Sports

ESPN broadcast tips Dodgers pitching against Cardinals in interview with Kiké Hernandez


Well, that’s a problem.

ESPN hosted an in-game interview with Kiké Hernandez on Sunday to reveal the results of the Los Angeles Dodgers vs. St. Louis game. cardinals.

Here’s the thing.

When the Cardinals took the lead in the top of the third inning, ESPN went to Hernandez for an in-game interview with broadcasters Karl Ravech, David Cone and Eduardo Pérez. During the interview, Hernandez was playing ball and manning third base.

Hernandez’s PitchCom debut

He answered questions about opponents and provided game commentary at the plate along with Cardinals rookie Victor Scott II. Scott reached first on an infield single, which put Hernandez at third.Hernandez then showed up PitchCom Speakers his ears. has a problem.

“I need to turn the PitchCom up. I can’t hear you,” Hernandez said.

“You guys,” in this case, was the ESPN broadcaster who was also within earshot.

As soon as he did, a new voice was added to the broadcast that seemed to say “Fastball, go away.”

Hernandez then asked, “Can you hear me?”

they can. Lavezzi responded: “I think they’re talking about fastball, away from home.”

The next pitch comes from Gavin Stone It’s a 95 mph four-seam fastball.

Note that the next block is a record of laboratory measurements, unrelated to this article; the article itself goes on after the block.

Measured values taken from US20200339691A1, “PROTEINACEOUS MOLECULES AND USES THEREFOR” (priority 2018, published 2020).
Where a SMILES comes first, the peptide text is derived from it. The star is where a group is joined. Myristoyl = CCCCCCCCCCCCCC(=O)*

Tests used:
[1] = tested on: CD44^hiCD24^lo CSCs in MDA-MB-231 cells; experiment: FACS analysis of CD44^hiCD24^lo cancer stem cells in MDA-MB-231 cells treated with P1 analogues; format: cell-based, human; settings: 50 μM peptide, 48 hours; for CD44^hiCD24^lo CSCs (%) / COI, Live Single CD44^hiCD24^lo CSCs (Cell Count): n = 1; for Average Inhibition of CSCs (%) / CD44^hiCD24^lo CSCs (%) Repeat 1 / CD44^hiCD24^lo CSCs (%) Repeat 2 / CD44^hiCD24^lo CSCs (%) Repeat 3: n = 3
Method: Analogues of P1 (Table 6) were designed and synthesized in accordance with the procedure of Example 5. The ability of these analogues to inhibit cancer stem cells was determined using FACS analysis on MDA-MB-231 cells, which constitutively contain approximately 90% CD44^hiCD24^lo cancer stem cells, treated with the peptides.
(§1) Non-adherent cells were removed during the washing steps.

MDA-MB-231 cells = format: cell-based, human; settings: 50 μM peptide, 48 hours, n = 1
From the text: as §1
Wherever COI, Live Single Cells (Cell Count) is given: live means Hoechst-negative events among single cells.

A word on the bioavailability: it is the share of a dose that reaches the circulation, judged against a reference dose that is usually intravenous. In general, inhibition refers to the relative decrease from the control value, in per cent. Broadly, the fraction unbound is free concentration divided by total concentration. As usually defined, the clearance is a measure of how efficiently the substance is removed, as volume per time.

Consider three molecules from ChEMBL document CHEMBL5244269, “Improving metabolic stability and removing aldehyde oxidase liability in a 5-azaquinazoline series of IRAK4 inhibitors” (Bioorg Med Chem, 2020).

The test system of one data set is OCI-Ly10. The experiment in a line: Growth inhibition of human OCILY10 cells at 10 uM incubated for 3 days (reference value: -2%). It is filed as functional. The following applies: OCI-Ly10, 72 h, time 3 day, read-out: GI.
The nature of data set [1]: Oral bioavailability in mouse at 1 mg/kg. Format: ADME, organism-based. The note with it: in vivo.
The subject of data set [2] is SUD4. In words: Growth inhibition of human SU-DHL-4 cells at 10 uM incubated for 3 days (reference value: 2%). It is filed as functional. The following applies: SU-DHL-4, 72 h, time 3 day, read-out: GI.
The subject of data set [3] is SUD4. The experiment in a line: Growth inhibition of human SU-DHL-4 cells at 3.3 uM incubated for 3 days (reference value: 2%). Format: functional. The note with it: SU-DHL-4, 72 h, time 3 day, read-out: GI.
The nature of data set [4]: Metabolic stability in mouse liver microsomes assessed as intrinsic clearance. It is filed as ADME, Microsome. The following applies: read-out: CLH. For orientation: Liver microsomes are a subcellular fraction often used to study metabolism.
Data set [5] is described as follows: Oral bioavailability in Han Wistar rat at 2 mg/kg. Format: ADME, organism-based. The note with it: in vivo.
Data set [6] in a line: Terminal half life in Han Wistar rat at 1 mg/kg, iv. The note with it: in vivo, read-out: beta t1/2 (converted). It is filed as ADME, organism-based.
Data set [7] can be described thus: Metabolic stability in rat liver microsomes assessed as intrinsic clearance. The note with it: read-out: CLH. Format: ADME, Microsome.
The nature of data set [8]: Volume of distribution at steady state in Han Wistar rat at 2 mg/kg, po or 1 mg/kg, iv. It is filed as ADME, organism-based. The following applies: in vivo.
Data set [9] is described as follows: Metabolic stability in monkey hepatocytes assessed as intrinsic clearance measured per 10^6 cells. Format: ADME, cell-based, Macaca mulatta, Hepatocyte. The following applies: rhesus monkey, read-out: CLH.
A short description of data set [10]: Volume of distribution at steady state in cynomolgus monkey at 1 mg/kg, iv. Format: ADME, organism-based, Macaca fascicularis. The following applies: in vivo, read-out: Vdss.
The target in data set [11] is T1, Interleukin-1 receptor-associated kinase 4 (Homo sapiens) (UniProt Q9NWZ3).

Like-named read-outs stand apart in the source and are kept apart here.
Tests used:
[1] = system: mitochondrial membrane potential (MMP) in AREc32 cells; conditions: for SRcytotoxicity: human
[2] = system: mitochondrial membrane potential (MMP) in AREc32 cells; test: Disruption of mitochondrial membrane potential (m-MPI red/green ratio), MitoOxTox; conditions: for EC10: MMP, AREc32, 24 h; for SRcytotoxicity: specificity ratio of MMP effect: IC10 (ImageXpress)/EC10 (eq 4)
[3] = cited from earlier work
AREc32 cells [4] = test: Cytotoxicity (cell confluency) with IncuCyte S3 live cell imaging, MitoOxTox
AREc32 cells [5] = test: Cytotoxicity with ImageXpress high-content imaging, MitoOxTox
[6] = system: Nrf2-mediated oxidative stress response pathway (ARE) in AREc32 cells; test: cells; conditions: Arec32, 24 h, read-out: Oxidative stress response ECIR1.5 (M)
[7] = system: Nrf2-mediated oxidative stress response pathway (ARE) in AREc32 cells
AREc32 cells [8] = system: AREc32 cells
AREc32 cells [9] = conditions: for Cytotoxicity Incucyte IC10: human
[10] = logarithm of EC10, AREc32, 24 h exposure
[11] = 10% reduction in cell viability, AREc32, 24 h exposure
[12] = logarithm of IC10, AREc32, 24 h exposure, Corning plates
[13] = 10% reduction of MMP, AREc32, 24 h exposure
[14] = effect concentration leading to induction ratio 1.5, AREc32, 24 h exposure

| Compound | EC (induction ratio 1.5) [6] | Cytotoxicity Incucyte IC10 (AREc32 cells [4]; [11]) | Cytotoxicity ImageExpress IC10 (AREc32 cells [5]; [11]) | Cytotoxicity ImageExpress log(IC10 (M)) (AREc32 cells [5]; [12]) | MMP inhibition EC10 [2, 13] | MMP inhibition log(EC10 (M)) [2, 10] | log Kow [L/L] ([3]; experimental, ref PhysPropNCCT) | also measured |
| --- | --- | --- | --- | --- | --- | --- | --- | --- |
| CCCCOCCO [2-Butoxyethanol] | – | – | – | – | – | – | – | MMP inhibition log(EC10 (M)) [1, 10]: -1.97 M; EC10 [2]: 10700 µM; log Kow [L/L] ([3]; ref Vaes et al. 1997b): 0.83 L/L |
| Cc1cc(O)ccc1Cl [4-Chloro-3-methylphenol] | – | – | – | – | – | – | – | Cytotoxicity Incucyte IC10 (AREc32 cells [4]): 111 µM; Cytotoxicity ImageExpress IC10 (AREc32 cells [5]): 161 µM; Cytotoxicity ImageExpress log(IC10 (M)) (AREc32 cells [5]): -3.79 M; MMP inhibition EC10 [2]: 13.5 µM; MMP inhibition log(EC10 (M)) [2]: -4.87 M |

This continued throughout the inning, with the mysterious voice loudly announcing “changeup,” “fastball in,” and “fastball out” multiple times. Each time, the call coincided with an incoming pitch.

Meanwhile, Hernandez continues to answer all questions about the weather. Los Angeles and whether rally banana Will return to Dodger Stadium.

To the viewer, none of this is particularly compelling. But the reveal of the upcoming pitch did. The inning continued without interrupted interviews or slanted pitches.The Cardinals put three men on base and Paul Goldschmidt Take orders.

It seems unlikely that the Cardinals will take advantage of the chaos. Any delay in live streaming renders the information useless. But still. This is an issue that should and will definitely be addressed. It wouldn’t have been an issue in the first place without the persistence of in-game interviews.

The interview was a stunt that went from an All-Star game to a major game. It’s a step away from the broadcast evolution of dugout and sideline interviews that rarely had any interest or consequences for viewers at home — except for Sunday’s interview with Hernandez.



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